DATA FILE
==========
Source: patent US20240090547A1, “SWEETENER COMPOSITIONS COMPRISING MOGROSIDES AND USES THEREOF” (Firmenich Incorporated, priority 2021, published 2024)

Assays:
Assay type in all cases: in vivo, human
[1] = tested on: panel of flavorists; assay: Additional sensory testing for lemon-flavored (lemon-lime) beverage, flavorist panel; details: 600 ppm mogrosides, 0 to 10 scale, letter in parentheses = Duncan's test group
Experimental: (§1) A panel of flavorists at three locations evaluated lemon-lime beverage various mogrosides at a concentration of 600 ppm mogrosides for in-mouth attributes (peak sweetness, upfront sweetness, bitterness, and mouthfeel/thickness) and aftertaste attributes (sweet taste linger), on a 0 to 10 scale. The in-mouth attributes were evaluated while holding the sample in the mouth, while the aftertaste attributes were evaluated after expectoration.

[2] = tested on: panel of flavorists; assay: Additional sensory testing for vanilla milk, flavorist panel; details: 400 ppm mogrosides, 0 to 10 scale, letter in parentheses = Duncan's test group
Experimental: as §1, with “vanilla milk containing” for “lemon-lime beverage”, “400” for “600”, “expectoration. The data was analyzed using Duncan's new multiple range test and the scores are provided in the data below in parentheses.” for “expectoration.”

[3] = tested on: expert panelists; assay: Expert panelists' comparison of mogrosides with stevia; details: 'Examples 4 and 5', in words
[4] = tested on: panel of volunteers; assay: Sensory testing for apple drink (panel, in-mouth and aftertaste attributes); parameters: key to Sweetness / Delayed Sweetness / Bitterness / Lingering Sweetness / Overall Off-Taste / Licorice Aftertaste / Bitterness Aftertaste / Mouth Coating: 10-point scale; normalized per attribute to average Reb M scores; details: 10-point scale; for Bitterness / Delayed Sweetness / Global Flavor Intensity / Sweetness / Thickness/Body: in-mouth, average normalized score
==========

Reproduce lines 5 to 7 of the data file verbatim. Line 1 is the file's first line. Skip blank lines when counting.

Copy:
Experimental: (§1) A panel of flavorists at three locations evaluated lemon-lime beverage various mogrosides at a concentration of 600 ppm mogrosides for in-mouth attributes (peak sweetness, upfront sweetness, bitterness, and mouthfeel/thickness) and aftertaste attributes (sweet taste linger), on a 0 to 10 scale. The in-mouth attributes were evaluated while holding the sample in the mouth, while the aftertaste attributes were evaluated after expectoration.

[2] = tested on: panel of flavorists; assay: Additional sensory testing for vanilla milk, flavorist panel; details: 400 ppm mogrosides, 0 to 10 scale, letter in parentheses = Duncan's test group
Experimental: as §1, with “vanilla milk containing” for “lemon-lime beverage”, “400” for “600”, “expectoration. The data was analyzed using Duncan's new multiple range test and the scores are provided in the data below in parentheses.” for “expectoration.”